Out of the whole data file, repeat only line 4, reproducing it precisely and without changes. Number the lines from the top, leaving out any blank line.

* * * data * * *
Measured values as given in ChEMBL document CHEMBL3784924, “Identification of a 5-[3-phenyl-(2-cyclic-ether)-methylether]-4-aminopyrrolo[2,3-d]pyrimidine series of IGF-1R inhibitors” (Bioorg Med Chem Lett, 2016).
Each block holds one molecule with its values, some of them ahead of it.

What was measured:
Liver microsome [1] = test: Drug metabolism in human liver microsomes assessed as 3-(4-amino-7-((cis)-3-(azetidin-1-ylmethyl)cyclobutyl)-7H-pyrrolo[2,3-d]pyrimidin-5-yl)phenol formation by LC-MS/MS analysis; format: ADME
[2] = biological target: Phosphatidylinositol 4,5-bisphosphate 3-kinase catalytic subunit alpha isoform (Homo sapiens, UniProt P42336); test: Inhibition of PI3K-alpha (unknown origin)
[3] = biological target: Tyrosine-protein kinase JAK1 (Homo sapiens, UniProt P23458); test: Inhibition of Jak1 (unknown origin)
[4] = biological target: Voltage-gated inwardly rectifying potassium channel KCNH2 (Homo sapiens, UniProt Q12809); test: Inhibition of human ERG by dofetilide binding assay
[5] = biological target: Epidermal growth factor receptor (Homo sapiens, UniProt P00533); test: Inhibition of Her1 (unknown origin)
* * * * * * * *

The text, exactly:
Liver microsome [1] = test: Drug metabolism in human liver microsomes assessed as 3-(4-amino-7-((cis)-3-(azetidin-1-ylmethyl)cyclobutyl)-7H-pyrrolo[2,3-d]pyrimidin-5-yl)phenol formation by LC-MS/MS analysis; format: ADME